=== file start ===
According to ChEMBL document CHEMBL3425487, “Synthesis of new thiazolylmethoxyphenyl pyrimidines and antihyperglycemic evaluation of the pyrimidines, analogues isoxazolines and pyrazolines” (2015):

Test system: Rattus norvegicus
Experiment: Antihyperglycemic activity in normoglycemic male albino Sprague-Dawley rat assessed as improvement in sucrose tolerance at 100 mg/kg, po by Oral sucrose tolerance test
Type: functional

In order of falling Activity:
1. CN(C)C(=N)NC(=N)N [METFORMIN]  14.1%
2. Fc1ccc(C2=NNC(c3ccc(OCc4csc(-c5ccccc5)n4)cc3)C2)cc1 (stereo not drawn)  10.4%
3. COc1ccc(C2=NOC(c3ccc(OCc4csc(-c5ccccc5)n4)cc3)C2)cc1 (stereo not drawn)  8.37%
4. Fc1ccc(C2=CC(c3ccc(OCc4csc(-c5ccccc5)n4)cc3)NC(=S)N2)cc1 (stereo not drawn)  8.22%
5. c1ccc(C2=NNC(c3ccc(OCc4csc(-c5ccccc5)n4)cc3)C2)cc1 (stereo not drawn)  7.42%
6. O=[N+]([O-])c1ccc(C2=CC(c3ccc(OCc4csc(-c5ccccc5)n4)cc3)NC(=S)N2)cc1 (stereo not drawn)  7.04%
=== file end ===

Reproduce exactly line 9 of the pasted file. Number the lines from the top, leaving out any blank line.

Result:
4. Fc1ccc(C2=CC(c3ccc(OCc4csc(-c5ccccc5)n4)cc3)NC(=S)N2)cc1 (stereo not drawn)  8.22%